China is bearing the brunt of new cancer cases and deaths amid an alarming global rise in the disease in 2012, according to the World Health Organisation.
The country also registered the most new cancer cases and deaths from four types of malignant tumours - liver, oesophagus, stomach and lung.
The latest edition of the World Cancer Report said developing countries in Africa, Asia, and Central and South America were among the hardest hit by cancer. Overall, the world registered 14 million new cancer cases and 8.2 million deaths in 2012.
China accounted for 3.07 million newly diagnosed cases, 21.8 per cent of the global total. It also saw 26.9 per cent of the world's total cancer deaths - about 2.2 million - according to the report.
The figures were slightly lower than China's own statistics for 2012. The National Cancer Registration Centre recorded an estimated 3.5 million new cases and 2.5 million deaths annually, according to mainland media reports.
However, China was still not among the countries with the highest cancer rates in 2012, the top five being Denmark, France, Australia, Belgium and Norway. Nor was it among the countries with the highest mortality rates, which occurred in Mongolia, Hungary, Armenia, Serbia and Uruguay, according to the International Agency for Research on Cancer.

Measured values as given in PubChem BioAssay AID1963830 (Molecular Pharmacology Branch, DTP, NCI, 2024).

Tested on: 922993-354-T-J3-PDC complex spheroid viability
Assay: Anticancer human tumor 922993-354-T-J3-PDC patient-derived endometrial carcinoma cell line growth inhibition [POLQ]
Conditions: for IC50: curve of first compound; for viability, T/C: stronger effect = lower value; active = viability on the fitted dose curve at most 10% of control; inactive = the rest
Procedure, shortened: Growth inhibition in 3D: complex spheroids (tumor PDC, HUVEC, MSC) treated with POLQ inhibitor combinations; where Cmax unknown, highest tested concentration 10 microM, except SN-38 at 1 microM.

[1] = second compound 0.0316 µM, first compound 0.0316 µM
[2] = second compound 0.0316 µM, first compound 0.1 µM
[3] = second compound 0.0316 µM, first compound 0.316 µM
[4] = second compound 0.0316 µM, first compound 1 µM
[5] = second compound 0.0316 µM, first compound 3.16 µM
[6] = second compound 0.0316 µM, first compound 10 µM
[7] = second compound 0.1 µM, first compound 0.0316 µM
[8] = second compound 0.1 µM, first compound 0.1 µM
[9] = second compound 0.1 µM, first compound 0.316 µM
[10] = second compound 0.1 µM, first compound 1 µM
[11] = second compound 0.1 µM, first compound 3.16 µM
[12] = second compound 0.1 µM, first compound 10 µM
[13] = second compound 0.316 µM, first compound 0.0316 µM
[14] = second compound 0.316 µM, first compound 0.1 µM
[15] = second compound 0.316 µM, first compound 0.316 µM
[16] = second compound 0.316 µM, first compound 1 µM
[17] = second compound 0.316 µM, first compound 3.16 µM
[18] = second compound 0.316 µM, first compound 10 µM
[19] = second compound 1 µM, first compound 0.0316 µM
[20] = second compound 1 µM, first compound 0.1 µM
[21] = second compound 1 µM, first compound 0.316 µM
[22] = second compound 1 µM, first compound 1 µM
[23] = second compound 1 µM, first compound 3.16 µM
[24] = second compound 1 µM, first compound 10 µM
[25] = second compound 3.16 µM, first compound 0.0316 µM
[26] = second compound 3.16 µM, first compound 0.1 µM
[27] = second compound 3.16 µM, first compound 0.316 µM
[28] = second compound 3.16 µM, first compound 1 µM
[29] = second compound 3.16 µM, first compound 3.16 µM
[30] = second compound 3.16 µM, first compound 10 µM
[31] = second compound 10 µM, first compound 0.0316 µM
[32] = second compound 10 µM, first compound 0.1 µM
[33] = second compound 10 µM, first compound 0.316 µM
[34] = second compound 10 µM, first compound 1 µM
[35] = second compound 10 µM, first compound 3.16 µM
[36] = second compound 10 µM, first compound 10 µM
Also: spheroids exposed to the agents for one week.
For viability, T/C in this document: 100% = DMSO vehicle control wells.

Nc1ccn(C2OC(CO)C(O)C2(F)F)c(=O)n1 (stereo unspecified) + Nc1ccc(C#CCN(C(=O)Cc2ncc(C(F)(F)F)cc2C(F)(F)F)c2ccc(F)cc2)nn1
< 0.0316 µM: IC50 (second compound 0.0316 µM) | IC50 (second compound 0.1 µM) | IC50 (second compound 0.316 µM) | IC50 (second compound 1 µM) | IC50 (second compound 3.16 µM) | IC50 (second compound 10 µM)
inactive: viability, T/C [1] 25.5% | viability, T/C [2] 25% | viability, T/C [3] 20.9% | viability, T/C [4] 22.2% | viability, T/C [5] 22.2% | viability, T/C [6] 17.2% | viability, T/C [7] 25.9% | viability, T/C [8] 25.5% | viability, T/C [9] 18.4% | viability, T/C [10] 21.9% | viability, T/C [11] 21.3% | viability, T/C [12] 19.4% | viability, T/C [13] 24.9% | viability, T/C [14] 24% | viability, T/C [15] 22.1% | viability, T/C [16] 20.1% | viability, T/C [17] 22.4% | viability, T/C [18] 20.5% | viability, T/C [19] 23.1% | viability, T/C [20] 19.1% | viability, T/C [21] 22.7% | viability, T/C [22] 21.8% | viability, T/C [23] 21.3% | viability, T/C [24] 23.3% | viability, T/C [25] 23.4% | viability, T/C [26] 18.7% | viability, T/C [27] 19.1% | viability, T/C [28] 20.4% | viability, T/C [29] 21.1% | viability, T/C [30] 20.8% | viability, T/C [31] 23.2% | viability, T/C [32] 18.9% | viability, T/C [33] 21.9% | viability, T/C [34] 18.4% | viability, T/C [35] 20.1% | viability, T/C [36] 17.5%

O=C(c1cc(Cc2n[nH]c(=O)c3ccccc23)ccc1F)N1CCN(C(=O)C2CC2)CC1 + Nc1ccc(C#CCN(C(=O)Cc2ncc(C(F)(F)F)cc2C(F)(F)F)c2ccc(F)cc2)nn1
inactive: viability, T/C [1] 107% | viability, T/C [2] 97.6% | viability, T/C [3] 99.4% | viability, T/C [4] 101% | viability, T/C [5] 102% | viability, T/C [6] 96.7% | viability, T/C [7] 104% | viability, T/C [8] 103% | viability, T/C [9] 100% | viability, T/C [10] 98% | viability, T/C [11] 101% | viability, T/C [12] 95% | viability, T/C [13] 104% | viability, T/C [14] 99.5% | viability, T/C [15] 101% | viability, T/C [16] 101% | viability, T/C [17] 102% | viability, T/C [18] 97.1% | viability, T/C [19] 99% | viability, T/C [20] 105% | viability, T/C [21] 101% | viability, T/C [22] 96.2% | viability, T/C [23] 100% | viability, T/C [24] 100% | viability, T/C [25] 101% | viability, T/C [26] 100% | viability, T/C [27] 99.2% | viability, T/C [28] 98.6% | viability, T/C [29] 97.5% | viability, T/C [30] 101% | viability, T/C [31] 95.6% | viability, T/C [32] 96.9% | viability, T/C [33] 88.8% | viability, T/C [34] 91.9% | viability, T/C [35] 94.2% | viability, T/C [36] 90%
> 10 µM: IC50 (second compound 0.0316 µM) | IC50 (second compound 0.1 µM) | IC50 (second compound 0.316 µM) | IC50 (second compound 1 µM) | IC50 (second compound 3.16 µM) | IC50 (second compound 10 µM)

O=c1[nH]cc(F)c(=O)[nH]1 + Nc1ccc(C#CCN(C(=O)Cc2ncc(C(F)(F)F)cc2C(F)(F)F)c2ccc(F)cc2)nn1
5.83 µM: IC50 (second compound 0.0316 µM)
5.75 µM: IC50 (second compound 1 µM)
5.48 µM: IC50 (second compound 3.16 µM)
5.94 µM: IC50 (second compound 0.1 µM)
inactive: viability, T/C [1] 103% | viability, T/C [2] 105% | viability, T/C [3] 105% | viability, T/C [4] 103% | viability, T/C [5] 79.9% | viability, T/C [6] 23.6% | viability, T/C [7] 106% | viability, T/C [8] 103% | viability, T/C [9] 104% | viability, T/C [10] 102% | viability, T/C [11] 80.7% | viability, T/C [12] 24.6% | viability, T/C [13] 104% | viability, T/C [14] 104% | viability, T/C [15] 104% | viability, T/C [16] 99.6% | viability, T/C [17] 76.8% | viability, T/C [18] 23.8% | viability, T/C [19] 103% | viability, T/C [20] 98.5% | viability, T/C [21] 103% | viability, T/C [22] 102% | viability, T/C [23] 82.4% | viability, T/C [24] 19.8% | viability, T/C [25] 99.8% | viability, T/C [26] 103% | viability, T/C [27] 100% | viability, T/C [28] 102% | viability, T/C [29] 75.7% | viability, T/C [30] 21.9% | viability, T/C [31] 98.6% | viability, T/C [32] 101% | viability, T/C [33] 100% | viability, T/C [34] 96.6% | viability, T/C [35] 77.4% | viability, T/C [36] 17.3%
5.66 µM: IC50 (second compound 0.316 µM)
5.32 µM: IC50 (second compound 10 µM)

The lack of adequate cancer diagnosis, as well as limited medical-treatment capacities in less developed countries had contributed to the problem, the report points out.
Lung cancer remains the most common - and deadliest - cancer in the world, with an estimated 1.8 million new cases and 1.59 million deaths in 2012. More than one-third of such cases occurred in China.
Professor Zhi Xiuyi, director of the Lung Cancer Treatment Centre at Beijing's Capital Medical University, said smoking, long-term exposure to air pollution and occupational exposure to carcinogens were among major factors that increased lung cancer risks.
In other types of cancer, about 50 per cent of new liver and oesophagus cancer cases worldwide were recorded in China. And 51 per cent of global deaths from liver cancer and 49 per cent of global deaths from oesophagus cancer occurred in the country. China also saw more than 40 per cent of global newly diagnosed stomach cancers and related deaths in 2012.
Zhi said these three types - liver, oesophagus and stomach - were the most common cancers for Chinese.
"These figures, though alarming, do not show a completely new trend. And it is urgent to clarify some misunderstandings of cancer among the public, for instance, believing the cancers are incurable diseases," he said.
Such fear had prevented meaningful discussion about the diseases among the public and, as a result, a lack of adequate medical knowledge had led to failure in early detection, Zhi said.
The report also warned countries to take effective preventive measures, as it forecast cancer cases would continue to rise worldwide with a growing and ageing population. It is estimated that new cases will surge by 57 per cent to 22 million within two decades, with annual deaths reaching 13 million a year.
Additional reporting by Angela Meng